Flickr photo by Shawn Rossi

Finding time to breathe in the new year

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[todaysdate]

By Liv Larson Andrews

Inhale, exhale.

Greeted by this prompt, I’d love to say I have no aspirations. I tend to push back against the idea of New Year’s resolutions. Why set goals on this arbitrary day? “New Year’s Day is the first Sunday of Advent, not Jan. 1,” I grumble. Accept that if I do not aspire in the next three minutes, I’ll pass out.

Inhale, exhale.

There are many ways to understand the word “aspiration.” From the Latin aspiraread- ‘to’ + spirare ‘breathe’. Simply, to breathe. Breathing to. Breathing up. Breathing in. Rising breath.

When I was studying biblical Greek in college, I learned that there is no letter H in Greek. There is an Eta, which is symbolized by our character H. But there is no one letter signifying that potent exhalation (or, for you linguists out there, the voiceless glottal fricative). “H” is made by a kind of backwards apostrophe mark preceding a vowel. It’s called a rough breathing mark. That little mark, a signal to vocalize an H, is also called an aspiration.

Inhale, exhale.

When I worked as a hospital chaplain, I learned yet another definition of the word. Not so pleasantly benign as a linguistic terms. If you are a patient in the ICU and on a ventilator, you do not want to aspirate. In that case, aspirating means to get a bit of fluid or debris into the path of air. It can lead to death. Rough breathing, indeed.

Instead of making lists of projects or setting health goals, maybe we ought to talk simply about breathing deeply. What in the coming season will lead us to pause, to take a deep breath? When my young son is on the verge of a breakdown, emotions rising, tears welling, we often advise him, “take a deep breath, honey.” From time to time I wish for guides in my own life who might gently remind me to do the same.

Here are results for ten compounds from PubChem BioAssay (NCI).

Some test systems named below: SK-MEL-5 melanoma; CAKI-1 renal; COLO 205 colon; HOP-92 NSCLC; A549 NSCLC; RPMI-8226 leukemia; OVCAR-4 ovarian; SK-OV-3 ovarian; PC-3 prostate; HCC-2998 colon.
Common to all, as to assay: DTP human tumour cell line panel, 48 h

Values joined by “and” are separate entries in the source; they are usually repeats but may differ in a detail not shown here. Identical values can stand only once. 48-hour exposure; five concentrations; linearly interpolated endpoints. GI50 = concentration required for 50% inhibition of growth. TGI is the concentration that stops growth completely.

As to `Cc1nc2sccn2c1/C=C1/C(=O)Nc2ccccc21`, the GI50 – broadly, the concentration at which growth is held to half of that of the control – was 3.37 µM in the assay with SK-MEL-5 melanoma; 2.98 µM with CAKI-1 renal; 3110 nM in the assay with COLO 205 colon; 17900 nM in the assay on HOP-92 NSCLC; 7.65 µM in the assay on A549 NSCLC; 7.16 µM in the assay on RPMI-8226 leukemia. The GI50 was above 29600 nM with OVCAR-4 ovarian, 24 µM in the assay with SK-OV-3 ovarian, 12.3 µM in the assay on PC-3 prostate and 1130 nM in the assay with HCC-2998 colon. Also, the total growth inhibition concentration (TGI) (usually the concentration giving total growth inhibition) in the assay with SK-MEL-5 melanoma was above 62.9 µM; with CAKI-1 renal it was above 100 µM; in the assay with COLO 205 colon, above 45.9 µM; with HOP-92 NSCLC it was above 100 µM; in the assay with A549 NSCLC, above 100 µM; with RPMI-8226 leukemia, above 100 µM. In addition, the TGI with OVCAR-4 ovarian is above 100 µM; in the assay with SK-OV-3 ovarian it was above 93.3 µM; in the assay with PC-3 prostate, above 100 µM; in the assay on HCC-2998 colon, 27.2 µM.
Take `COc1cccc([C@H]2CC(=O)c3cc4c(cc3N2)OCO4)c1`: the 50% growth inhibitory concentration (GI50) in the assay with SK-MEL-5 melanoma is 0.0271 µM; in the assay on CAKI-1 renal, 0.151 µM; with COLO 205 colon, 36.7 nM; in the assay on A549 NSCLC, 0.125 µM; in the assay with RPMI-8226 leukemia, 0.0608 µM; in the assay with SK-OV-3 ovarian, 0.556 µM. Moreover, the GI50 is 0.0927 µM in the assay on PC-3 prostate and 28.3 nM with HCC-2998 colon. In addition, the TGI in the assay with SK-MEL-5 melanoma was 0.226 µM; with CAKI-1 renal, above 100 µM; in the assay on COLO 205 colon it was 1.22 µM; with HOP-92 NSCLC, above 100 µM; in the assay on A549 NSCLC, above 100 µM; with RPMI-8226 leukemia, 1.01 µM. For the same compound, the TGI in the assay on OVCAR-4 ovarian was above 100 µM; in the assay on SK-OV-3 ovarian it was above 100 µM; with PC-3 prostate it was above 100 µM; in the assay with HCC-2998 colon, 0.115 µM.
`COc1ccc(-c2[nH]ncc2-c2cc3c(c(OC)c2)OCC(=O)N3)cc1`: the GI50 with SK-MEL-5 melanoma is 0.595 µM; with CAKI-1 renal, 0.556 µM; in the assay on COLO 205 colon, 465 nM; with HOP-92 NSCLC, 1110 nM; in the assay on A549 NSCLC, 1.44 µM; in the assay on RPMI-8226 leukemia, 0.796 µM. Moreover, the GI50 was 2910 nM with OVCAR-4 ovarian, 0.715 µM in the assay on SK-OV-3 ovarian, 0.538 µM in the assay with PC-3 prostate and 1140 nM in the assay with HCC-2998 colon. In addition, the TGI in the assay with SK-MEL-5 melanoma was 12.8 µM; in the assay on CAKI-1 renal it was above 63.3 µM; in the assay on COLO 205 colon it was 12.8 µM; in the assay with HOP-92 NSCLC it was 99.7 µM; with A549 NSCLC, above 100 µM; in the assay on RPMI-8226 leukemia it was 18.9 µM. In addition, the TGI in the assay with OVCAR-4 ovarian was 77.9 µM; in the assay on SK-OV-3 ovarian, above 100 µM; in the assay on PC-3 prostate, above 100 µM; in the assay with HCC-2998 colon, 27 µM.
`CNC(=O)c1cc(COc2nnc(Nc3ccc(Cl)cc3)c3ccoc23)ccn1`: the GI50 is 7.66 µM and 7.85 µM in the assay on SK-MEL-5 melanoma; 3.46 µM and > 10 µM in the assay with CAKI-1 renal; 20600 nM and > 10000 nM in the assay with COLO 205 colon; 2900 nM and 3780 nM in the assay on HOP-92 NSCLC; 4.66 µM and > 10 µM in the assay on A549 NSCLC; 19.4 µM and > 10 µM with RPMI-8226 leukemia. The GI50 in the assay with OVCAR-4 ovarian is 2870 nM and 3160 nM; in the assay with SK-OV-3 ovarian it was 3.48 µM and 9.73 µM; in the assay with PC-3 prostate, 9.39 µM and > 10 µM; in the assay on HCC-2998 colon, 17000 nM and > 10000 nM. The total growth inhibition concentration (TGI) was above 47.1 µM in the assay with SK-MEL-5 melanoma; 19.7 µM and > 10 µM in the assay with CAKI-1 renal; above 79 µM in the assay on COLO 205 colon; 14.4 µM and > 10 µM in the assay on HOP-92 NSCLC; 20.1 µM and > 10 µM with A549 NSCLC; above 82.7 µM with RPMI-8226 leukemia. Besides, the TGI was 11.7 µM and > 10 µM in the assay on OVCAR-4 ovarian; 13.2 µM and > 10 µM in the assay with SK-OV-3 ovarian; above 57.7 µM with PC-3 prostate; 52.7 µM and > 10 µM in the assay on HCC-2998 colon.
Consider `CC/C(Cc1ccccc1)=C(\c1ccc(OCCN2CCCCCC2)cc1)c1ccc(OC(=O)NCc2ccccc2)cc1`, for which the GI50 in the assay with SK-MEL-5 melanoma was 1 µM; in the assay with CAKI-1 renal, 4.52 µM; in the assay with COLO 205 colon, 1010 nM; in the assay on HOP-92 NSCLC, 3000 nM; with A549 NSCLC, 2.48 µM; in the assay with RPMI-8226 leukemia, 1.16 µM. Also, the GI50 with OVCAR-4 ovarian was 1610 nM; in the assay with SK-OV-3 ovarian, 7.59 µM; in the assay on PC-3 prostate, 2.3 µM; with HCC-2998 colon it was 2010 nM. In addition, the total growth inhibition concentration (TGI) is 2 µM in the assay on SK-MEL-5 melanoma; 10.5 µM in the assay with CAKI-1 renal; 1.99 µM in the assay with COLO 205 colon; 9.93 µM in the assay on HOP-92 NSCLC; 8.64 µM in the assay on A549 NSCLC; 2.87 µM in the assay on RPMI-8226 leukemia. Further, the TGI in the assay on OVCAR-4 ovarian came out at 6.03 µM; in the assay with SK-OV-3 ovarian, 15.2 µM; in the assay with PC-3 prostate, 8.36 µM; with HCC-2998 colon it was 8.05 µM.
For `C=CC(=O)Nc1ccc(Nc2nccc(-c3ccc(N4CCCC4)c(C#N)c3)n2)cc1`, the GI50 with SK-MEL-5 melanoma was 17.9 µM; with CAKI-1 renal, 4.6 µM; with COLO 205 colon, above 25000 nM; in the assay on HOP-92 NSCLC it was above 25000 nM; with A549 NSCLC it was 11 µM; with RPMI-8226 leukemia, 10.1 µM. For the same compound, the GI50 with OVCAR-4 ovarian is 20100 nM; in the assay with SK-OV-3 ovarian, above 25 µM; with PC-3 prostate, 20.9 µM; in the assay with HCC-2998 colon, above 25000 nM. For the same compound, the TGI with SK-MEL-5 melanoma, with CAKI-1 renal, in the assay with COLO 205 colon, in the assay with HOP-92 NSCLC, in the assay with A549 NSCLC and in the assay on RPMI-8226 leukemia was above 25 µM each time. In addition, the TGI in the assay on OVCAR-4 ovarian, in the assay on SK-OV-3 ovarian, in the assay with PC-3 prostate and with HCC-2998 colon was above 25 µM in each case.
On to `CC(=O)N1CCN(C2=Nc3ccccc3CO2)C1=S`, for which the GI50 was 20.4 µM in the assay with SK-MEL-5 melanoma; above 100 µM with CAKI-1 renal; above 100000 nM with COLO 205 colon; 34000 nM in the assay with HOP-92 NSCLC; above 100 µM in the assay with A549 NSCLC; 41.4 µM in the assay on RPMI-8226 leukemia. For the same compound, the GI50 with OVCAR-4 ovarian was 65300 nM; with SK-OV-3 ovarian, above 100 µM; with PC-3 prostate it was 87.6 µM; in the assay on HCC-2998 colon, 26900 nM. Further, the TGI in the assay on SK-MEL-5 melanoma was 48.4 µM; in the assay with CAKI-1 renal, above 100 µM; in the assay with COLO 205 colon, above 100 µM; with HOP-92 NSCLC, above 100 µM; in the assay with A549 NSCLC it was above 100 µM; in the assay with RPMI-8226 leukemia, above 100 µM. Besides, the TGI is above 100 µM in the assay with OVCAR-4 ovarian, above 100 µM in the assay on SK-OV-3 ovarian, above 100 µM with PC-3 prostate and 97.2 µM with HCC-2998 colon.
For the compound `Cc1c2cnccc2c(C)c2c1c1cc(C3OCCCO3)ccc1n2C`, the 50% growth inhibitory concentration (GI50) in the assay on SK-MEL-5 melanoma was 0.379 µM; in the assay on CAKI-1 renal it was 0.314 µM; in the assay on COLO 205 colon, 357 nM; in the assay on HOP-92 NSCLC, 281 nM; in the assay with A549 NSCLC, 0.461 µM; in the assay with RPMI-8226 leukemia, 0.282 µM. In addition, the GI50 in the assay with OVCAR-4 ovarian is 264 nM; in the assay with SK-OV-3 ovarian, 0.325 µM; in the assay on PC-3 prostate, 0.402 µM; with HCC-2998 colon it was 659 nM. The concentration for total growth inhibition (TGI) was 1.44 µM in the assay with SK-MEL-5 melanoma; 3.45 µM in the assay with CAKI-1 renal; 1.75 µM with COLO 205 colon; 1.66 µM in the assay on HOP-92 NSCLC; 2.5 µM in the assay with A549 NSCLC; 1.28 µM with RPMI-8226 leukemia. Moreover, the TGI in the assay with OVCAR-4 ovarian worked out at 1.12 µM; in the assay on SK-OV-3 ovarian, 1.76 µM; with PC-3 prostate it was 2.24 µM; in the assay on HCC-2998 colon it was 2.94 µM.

Inhale, exhale.

Most of us suffer from shortness of breath. We rush around from thing to thing, obligation to obligation. Will making lists upon the turning of the year spur us on to even shorter breathing? Or might we take an invitation to stop, to give up something, to slow our pace so that the bottom half of our lungs can get full of cleansing air.

The winter air has finally turned truly cold, and its bite threatens to steal my breath. Yet this season I hope to find my way to a hardware store and get the proper equipment to tap the sugar maple in the front yard. I’ll need to wait for the air outside to hint of spring, but still bite. If I tap at the right time, sweetness will run.

The yoga instructor begins, “let’s start with three cleansing breaths.” I’ve already gotten my money’s worth. Three. Cleansing. Breaths. Aspiration in the best sense. This is healing. This is restorative. Why can’t I get my behind here more often?

Making maple syrup from the tree in the front yard. Finding the right prenatal yoga class. Going to said prenatal yoga class. I’ll admit: these are on my “list.” Beyond that, I hope to experiencing a healthy birth come June, and transition well into being a family of four.

Take a deep breath, honey.

Join SpokaneFAVS for a Coffee Talk forum on “Aspirations for the New Year” at 10 a.m., Jan. 3 at Indaba Coffee/The Book Parlor. Larson Andrews is a panelist.

 



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Liv Larson Andrews

About Liv Larson Andrews

Liv Larson Andrews believes in the sensus lusus, or playful spirit. Liturgy, worship and faithful practice are at their best when accompanied with a wink, she says.

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One comment

  1. Yes! This is a daily goal for me. I know when I’m successful because the sweetness does run.

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